West Liberty celebrated Constitution Day with a debate between faculty members


On April 21, West Liberty University celebrated Constitution Day. Political Science Professor, Dr. Brian Fitzpatrick, moderated a debate between faculty members about a proposed resolution to the restriction of free speech on college campuses. Dr. Aaron Harper and Dr. Angela Rehbein argued in support of the resolution while Professor Ryan McCullough took the opposing stance. The debate was open to all WLU community members and was accessible via Zoom.

The debate was lively with lots of back-and-forth between the participants and no clear frontrunner at any point throughout. Each side was given three minutes to give an opening statement which was then followed by ten minutes of open argument and then audience questioning. The audience was asked prior to the debate to indicate to Fitzpatrick what side they initially fell to and were asked the same question at the end. The initial response suggested that most were on the side of allowing unrestricted free speech on university campuses.

Harper made the opening statement in favor of the resolution that “any person or group should be allowed to speak on a university campus” arguing that it is the best way to have meaningful discussion, in a safe place, and uphold democratic values.

This argument was largely founded in the work of the philosopher Hannah Arendt who advocated for free speech arguing that it was necessary in order to call out the views that conflicted with human rights – a view which developed out of her own family’s suffering at the hands of the Nazi regime in the 1930s. Harper acknowledged that “of course some views might be unpleasant, unpalatable, or deeply disrespectful,” but held that limiting free speech on a university campus would only add to the divisions which already exist in our current society.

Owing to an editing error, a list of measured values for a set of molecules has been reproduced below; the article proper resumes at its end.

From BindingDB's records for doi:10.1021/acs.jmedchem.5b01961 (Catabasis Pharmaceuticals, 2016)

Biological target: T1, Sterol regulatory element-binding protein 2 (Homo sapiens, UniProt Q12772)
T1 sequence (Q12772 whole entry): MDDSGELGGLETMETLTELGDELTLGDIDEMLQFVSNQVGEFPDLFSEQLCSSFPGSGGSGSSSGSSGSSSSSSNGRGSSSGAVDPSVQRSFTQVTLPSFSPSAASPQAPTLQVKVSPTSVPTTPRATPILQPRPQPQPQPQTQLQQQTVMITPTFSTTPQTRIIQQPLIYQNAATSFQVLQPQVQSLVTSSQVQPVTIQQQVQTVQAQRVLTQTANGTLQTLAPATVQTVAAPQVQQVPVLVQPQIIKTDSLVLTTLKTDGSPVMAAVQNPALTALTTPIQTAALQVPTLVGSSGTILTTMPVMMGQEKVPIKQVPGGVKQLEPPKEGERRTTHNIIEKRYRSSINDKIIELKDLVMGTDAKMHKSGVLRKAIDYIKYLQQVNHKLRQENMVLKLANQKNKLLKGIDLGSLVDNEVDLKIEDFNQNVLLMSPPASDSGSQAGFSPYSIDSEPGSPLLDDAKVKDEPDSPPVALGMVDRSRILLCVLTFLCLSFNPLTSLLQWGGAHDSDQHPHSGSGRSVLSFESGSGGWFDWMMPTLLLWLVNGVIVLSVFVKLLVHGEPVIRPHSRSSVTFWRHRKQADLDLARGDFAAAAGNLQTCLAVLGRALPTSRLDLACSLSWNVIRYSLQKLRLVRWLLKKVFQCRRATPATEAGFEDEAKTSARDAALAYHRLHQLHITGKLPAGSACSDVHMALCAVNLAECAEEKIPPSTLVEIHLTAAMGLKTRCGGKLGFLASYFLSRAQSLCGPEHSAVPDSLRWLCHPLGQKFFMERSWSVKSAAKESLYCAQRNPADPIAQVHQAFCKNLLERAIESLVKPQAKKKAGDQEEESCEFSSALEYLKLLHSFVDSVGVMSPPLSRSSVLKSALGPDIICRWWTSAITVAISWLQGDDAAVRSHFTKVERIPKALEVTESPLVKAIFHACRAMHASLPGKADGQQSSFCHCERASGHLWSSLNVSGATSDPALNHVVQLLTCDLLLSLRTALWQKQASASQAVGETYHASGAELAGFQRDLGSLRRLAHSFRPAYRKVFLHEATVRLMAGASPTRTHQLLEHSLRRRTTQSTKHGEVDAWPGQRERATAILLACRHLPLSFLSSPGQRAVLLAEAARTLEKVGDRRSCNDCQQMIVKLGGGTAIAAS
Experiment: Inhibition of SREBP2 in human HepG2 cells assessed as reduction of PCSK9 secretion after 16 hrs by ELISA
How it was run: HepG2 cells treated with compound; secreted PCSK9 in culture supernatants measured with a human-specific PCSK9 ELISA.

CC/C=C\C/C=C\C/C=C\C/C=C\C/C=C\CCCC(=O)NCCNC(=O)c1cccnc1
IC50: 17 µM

McCullough responded in opposition to the resolution arguing that university campuses are places where free speech should be somewhat restricted in order to allow the institution to be able to carry out its primary function as an educational facility to the highest possible level. “Forms of speech can interfere with knowledge advancement, scholarship, and knowledge attainment in learning,” said McCullough. He linked allowing free speech to the university legitimizing whatever is being said which would have the potential to disrupt the university’s academic goals.

The ten minute long open discussion was kicked off by Rehbein who countered McCullough’s insinuation that the university allowing free speech was the same as the institution legitimizing that speech. She argued that the location or context of the speech was more important than McCullough suggested and noted that there is a significant difference between something being taught in a classroom in comparison to someone speaking on an open platform.

McCullough’s response in the open debate made several good points including the potential opening up of opportunity for hate speech and the reinforcement that allowing all speech could hinder the educational goals of the university.

A series of questions from the Zoom audience and Fitzpatrick continued to foster development on both sides of the argument but the fundamental elements remained the same for each party. Few audience members changed their initial stance leading Fitzpatrick to conclude the debate as a tie.

If you are interested in learning more about constitution day or are interested in political science debates contact Fitzpatrick by email at [email protected]